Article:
The Sounds at Present Crows are making a ruckus in the neighborhood. Some game is afoot. The rightful claim to a squirrel carcass is in dispute maybe. A Duraflame faux wood-burning stove is sighing warm air around my writing hut, … Continue reading
Oniontown Pastoral: Introducing Foxhound Sherlock Holmes
Why do people welcome dogs into their homes? As you might imagine, I already have my answer to this question, but it’s worth asking out loud anyway.
In fact, I knew well in advance why the Coleman family adopted Sherlock Holmes, a three-year-old foxhound, on December 17, 2018. Not for an instant have wife Kathy and I regretted our decision, but as the honeymoon period of sharing 900 square feet with this hooping, nose-to-earth sleuth wanes, the consequences of rescuing a stray snap into focus.
Today’s tame reckoning takes me back to 1988, the year daughter Elena was born. “Everything is an ordeal,” I groaned. “We can’t even run to the store without holding a strategy session.” Pros and cons had to be listed. The toil of wrestling a surprisingly strong, howling infant into a car seat had to be weighed against other exertions scheduled for the day.
Daily life, though joyful, was also a snarling pack of unintended consequences. There was no end to what needed to be reconsidered in the light of parenting a fresh baby.
Three decades later, adapting to Sherlock Holmes is child’s play by comparison. His food-in to food-out ratio is owner-friendly, thank goodness. I’ve lived with German shepherd Dutch and black-lab mix Watson before, so I know what it’s like to wander about with a shovel and hold my gag reflex at bay.
The bigger aesthetic issue is mud, which Mr. Holmes generates with a Midas touch. The chap is all leg and paw. At a sprint on level terrain, he appears to be careening down a steep hill. Bone, lean muscle and fur swing in all directions. Yard slurry flies like in a macho truck commercial.
No worries, though, as a rag by the backdoor and grass seed come spring will put matters right. Even Sherlock’s scavenging for treats can be managed with a toddler’s gate across the kitchen doorway, which has so far fooled him into doubting his steeplechase skills. Good thing, for no corner of the countertops is out of his reach. The other night Kathy spent three hours baking healthy treats for “Holmes”—her preferred handle—but left two cookie sheets of them unguarded. He consumed 2/3 of the batch, which means he’ll be lively and regular for days to come.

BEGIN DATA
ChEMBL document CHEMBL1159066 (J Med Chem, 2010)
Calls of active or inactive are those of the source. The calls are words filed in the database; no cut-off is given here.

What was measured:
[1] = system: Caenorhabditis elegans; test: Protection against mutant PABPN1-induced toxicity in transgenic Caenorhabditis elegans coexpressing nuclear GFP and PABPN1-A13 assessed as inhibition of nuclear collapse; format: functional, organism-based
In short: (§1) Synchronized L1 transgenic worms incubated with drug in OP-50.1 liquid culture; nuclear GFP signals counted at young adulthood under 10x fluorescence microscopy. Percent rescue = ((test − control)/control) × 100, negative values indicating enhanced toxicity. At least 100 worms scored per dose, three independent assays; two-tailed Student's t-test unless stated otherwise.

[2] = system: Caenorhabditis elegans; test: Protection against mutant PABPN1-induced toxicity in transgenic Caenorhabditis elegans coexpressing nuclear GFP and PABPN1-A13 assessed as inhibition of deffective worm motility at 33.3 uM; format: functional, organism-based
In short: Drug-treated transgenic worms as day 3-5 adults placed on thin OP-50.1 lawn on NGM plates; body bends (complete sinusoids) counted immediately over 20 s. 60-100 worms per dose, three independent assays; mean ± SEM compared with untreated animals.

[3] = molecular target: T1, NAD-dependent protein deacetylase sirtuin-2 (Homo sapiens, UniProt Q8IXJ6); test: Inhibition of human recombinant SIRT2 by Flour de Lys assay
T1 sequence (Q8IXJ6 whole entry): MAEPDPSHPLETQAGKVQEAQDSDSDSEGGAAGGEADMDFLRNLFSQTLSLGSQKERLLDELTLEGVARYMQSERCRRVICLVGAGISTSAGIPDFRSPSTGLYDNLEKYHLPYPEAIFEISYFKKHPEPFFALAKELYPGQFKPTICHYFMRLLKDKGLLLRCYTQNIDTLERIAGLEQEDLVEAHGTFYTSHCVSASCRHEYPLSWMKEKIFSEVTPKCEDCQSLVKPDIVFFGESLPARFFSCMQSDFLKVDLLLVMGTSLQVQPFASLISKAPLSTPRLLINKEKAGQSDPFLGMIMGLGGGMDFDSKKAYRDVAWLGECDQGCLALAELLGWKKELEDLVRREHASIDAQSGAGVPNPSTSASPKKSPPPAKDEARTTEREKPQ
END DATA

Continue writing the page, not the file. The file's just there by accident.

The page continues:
Mr. Holmes’ need for stimulation and activity has certainly been an adjustment, but since this benefits our sedentary family, we can only thank him for three-mile walks and bracing excursions to the dog park.
In fact, our gratitude for this overgrown beagle has more to do with spiritual than physical wellbeing. I figured this would be the case.
No newsflash here. Dog owners share an understanding that living with animals taps into a deep reservoir of human emotion. If you own a computer, check out “puppy surprise” videos on YouTube. Just have Kleenex nearby. Thousands like me watch as a golden retriever or pug or dachshund gets handed to an unsuspecting person of any age or gender. First there’s a gasp, then a squeal, scream or “aw,” and, of course, tears.
Kisses on the snout follow, along with blissed out petting and hugging. Some folks go to pieces, rocking from side to side with their foreheads resting on the floor.
I myself have never cried over adopting a dog, but I’ve been undone by saying goodbye and know exactly why this Oniontown pastor bothered to take in a frightened, confused stray.
When I get home later, I’ll sit on the couch and pull his face toward mine, breathe in the earthy smell of dog and run my face over his head for as long as he’ll stay still.
If you’ve ever done something like this with your dog—or cat or whatever—you know that time stops as you take in draughts of blessing.
You’ll never hear me put “just” before “a dog.” The sweet nothings we whisper in our foundling’s ear can never compensate him enough for what he gives.
And what he gives is an invitation to love, especially when nothing else can draw us outside of our personal cages or stop us from chewing the cud of sad memories.
You and I were born to love. Every word or action suggesting otherwise is a bad translation of what we were created to be.
Dogs like Sherlock Holmes return us to our fundamental truth. His eyes tell me, “If you forget how to love, don’t worry. I’ll be here to remind you.”
The Coleman family’s black lab, terrier mix is named after Sherlock Holmes’ sidekick, Dr. John Watson. In Arthur Conan Doyle’s stories, Watson is intelligent, insightful, not like Nigel Bruce’s portrayal of a hapless, bumbling partner to Basil Rathbone’s smooth-operating Holmes. If you want to see a faithful adaptation of the Sherlock Holmes mysteries, find the Granada Television’s series starring Jeremy Brett and Edward Hardwicke (or David Burke). The Brits keep close to Conan Doyle, so when Watson seems inept, it’s only because he’s working beside Holmes, who can solve a crime by noticing how butter has melted or how a rope has been cut. Nobody can keep up with Holmes.